Making It in the Bay

Oakland Council Members Propose Phasing Out Eviction Moratorium by September

Groups for and against this proposed ordinance plan to attend a council committee meeting Tuesday

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In Oakland, a debate is heating up about how pandemic protections against eviction should come to a close.

Tuesday, Oakland's Community & Economic Development Committee will discuss a proposed ordinance brought forward by council President Nikki Fortunato Bas and council President Pro Tem Dan Kalb that would set up a gradual timeline for ending the city's eviction moratorium. If approved, the proposed ordinance would phase out the eviction moratorium, allowing certain evictions to resume from May through the end of August, then ending the eviction moratorium on Sept. 1.

The ordinance also seeks to make several changes to strengthen Oakland's existing just cause eviction protections.

Alameda County's eviction moratorium is set to expire on April 29. The city of Oakland's eviction moratorium is not scheduled to expire yet, though this proposed ordinance would change that.

Like many cities, Oakland has had an eviction moratorium in place since the start of the pandemic in March 2020. But three years later, Councilmember Dan Kalb says the city is in a different place.

"We are coming out of -- I won’t say completely, but mostly coming out of -- the COVID pandemic, and most people are back to work in some fashion," Kalb said. "We feel now is the appropriate time to phase out our eviction moratorium,  while at the same time, we want to strengthen our ongoing and permanent eviction protections."

Some landlords in Oakland are organizing to express their opposition to the proposed ordinance, instead calling for an immediate end to the moratorium.

"It needs to get phased out now -- tomorrow -- not over a period of time," said John Williams, an Oakland resident and landlord. Williams said he lives in the same West Oakland property where he also has a tenant.

"I still haven’t gotten five dollars from her,”  Williams said of his tenant, who he added has not paid him rent since the start of the pandemic.

Williams is also named as a plaintiff in a 2022 lawsuit against the city of Oakland and Alameda County over eviction moratoriums.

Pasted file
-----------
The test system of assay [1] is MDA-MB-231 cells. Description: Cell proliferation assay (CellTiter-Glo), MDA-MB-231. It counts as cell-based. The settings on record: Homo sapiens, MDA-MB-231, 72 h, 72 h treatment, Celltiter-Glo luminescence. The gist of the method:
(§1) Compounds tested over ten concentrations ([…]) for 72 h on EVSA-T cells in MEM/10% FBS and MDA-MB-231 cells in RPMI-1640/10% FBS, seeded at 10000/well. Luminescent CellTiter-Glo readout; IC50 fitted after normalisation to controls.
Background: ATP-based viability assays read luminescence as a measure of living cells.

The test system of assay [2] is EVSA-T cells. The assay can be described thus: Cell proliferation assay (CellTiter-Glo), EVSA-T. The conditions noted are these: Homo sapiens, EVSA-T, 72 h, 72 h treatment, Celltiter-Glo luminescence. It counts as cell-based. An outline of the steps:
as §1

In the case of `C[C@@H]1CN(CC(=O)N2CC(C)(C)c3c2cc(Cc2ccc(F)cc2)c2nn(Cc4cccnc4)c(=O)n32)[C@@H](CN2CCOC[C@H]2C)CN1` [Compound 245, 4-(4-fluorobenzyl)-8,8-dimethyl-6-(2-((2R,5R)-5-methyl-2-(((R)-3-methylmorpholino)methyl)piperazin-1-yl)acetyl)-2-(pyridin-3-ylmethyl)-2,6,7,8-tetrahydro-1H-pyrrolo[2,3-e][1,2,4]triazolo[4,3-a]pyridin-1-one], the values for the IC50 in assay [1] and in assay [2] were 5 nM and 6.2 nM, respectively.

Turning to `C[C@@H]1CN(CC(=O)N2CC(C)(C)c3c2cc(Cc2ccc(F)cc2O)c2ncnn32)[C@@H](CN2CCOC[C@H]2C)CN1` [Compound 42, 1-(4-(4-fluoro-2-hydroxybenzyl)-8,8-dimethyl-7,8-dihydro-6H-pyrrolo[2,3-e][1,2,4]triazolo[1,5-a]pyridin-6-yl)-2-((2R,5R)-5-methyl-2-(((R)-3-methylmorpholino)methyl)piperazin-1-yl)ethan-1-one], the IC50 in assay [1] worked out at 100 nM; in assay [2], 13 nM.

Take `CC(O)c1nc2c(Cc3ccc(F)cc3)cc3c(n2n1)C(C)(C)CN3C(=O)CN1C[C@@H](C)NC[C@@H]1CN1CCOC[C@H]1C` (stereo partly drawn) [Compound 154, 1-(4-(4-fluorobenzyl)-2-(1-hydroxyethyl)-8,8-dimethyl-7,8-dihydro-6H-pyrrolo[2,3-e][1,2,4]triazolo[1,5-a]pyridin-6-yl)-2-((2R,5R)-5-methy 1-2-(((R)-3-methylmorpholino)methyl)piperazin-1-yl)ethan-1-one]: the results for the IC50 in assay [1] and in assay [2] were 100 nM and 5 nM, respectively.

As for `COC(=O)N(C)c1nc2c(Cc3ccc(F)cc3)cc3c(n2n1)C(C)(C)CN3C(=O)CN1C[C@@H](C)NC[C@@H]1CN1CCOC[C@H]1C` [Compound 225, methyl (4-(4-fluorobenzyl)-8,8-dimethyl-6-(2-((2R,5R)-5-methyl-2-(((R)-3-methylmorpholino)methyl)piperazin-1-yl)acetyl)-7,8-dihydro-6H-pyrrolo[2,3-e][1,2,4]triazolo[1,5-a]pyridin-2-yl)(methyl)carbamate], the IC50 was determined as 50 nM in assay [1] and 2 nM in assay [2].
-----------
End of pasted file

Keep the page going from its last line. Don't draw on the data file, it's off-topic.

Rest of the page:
Williams said his tenant's nonpayment has placed a significant financial strain on him. He said he received a foreclosure letter for his property on Friday.

"I am losing money, I’ve lost value on the property, you know," Williams said, "Over the last year, nobody wants to buy a property with a tenant who doesn’t pay." 

"Before they ask any further owners to take on this responsibility, there has to be funding, because we’re all going to be homeless if the banks get our property,” said Oakland resident and landlord Michelle Hailey. While Hailey doesn't currently have tenants who are not paying rent, she said she is opposing the proposed ordinance to support other landlords she knows.

Hailey, Williams and other landlords are joining together with a group called In It Together Oakland to oppose the proposed ordinance.

The Alliance of Californians for Community Empowerment (ACCE) supports phasing out the moratorium and is hoping the proposed ordinance passes with no changes. ACCE is a nonprofit tenant rights organization that works with renters across California, including in Oakland.

"I’m feeling cautiously optimistic,” said Kijani Edwards, the director of ACCE's Oakland office. "We hope that the CED committee will do the right thing Tuesday when it comes to Oakland tenants, but we have reason to believe that it may not happen."

"We knew that the moratorium would end at some point, but we need a responsible phase-out instead of dumping people out all at once on the streets,”  Edwards continued, explaining that tenants have expressed to ACCE that they need time to prepare for the end of the moratorium.

Edwards said he sympathizes with the financial burden small landlords have faced during the pandemic. However, he maintains that “putting people out on the street making people homeless doesn’t get [the landlords'] money back at all."

Both ACCE and In It Together Oakland plan to hold separate news conferences Tuesday ahead of the committee meeting.

Tuesday's committee meeting is scheduled to start at 4 p.m.

Kalb hopes the proposed ordinance will be heard before the full council the following week.  

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